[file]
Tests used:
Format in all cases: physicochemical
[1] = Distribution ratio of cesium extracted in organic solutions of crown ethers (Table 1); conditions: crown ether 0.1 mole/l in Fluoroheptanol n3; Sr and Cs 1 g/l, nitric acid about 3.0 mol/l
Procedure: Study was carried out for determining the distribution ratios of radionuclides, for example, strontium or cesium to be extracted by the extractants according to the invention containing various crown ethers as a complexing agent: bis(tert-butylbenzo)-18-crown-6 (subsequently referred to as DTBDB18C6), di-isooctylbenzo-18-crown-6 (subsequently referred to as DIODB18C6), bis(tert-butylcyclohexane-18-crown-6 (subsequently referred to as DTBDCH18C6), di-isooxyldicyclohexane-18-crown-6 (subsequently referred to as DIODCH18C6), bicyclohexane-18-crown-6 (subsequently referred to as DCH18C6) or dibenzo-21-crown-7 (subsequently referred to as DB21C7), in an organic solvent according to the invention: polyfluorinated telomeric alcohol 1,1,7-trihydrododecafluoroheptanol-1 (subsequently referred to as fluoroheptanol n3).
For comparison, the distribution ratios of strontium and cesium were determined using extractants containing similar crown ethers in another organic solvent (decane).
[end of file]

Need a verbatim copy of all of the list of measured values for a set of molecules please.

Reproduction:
Tests used:
Format in all cases: physicochemical
[1] = Distribution ratio of cesium extracted in organic solutions of crown ethers (Table 1); conditions: crown ether 0.1 mole/l in Fluoroheptanol n3; Sr and Cs 1 g/l, nitric acid about 3.0 mol/l
Procedure: Study was carried out for determining the distribution ratios of radionuclides, for example, strontium or cesium to be extracted by the extractants according to the invention containing various crown ethers as a complexing agent: bis(tert-butylbenzo)-18-crown-6 (subsequently referred to as DTBDB18C6), di-isooctylbenzo-18-crown-6 (subsequently referred to as DIODB18C6), bis(tert-butylcyclohexane-18-crown-6 (subsequently referred to as DTBDCH18C6), di-isooxyldicyclohexane-18-crown-6 (subsequently referred to as DIODCH18C6), bicyclohexane-18-crown-6 (subsequently referred to as DCH18C6) or dibenzo-21-crown-7 (subsequently referred to as DB21C7), in an organic solvent according to the invention: polyfluorinated telomeric alcohol 1,1,7-trihydrododecafluoroheptanol-1 (subsequently referred to as fluoroheptanol n3).
For comparison, the distribution ratios of strontium and cesium were determined using extractants containing similar crown ethers in another organic solvent (decane).